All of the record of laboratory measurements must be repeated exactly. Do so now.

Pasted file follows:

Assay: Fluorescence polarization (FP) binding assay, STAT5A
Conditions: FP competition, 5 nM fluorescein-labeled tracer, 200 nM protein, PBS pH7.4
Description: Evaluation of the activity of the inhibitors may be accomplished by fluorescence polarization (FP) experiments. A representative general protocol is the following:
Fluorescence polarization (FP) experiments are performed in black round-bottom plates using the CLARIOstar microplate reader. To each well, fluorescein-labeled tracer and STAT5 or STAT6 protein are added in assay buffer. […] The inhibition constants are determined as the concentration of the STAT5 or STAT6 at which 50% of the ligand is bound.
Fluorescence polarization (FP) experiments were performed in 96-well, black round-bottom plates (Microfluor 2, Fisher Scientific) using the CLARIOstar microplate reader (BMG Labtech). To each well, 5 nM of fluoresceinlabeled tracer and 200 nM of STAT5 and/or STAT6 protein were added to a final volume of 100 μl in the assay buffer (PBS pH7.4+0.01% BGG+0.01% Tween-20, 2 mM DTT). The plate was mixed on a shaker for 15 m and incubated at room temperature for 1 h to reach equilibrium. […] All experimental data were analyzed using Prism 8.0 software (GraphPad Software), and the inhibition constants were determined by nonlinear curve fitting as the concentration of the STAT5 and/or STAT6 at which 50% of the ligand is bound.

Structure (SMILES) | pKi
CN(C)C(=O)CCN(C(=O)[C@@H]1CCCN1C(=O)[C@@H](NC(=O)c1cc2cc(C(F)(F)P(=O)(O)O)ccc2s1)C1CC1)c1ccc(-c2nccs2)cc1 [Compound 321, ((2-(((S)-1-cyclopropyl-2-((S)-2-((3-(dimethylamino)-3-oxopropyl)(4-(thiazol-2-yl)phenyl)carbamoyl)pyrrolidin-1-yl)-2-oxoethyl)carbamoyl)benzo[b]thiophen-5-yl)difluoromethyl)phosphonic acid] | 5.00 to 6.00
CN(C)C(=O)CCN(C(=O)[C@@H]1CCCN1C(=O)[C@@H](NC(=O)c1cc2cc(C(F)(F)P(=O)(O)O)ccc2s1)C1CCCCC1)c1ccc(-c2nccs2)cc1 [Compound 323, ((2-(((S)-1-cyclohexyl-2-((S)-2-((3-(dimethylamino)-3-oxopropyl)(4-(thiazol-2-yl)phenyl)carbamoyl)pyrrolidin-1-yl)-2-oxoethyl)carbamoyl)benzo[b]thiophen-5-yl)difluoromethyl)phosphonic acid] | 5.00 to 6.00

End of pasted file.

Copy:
Assay: Fluorescence polarization (FP) binding assay, STAT5A
Conditions: FP competition, 5 nM fluorescein-labeled tracer, 200 nM protein, PBS pH7.4
Description: Evaluation of the activity of the inhibitors may be accomplished by fluorescence polarization (FP) experiments. A representative general protocol is the following:
Fluorescence polarization (FP) experiments are performed in black round-bottom plates using the CLARIOstar microplate reader. To each well, fluorescein-labeled tracer and STAT5 or STAT6 protein are added in assay buffer. […] The inhibition constants are determined as the concentration of the STAT5 or STAT6 at which 50% of the ligand is bound.
Fluorescence polarization (FP) experiments were performed in 96-well, black round-bottom plates (Microfluor 2, Fisher Scientific) using the CLARIOstar microplate reader (BMG Labtech). To each well, 5 nM of fluoresceinlabeled tracer and 200 nM of STAT5 and/or STAT6 protein were added to a final volume of 100 μl in the assay buffer (PBS pH7.4+0.01% BGG+0.01% Tween-20, 2 mM DTT). The plate was mixed on a shaker for 15 m and incubated at room temperature for 1 h to reach equilibrium. […] All experimental data were analyzed using Prism 8.0 software (GraphPad Software), and the inhibition constants were determined by nonlinear curve fitting as the concentration of the STAT5 and/or STAT6 at which 50% of the ligand is bound.

Structure (SMILES) | pKi
CN(C)C(=O)CCN(C(=O)[C@@H]1CCCN1C(=O)[C@@H](NC(=O)c1cc2cc(C(F)(F)P(=O)(O)O)ccc2s1)C1CC1)c1ccc(-c2nccs2)cc1 [Compound 321, ((2-(((S)-1-cyclopropyl-2-((S)-2-((3-(dimethylamino)-3-oxopropyl)(4-(thiazol-2-yl)phenyl)carbamoyl)pyrrolidin-1-yl)-2-oxoethyl)carbamoyl)benzo[b]thiophen-5-yl)difluoromethyl)phosphonic acid] | 5.00 to 6.00
CN(C)C(=O)CCN(C(=O)[C@@H]1CCCN1C(=O)[C@@H](NC(=O)c1cc2cc(C(F)(F)P(=O)(O)O)ccc2s1)C1CCCCC1)c1ccc(-c2nccs2)cc1 [Compound 323, ((2-(((S)-1-cyclohexyl-2-((S)-2-((3-(dimethylamino)-3-oxopropyl)(4-(thiazol-2-yl)phenyl)carbamoyl)pyrrolidin-1-yl)-2-oxoethyl)carbamoyl)benzo[b]thiophen-5-yl)difluoromethyl)phosphonic acid] | 5.00 to 6.00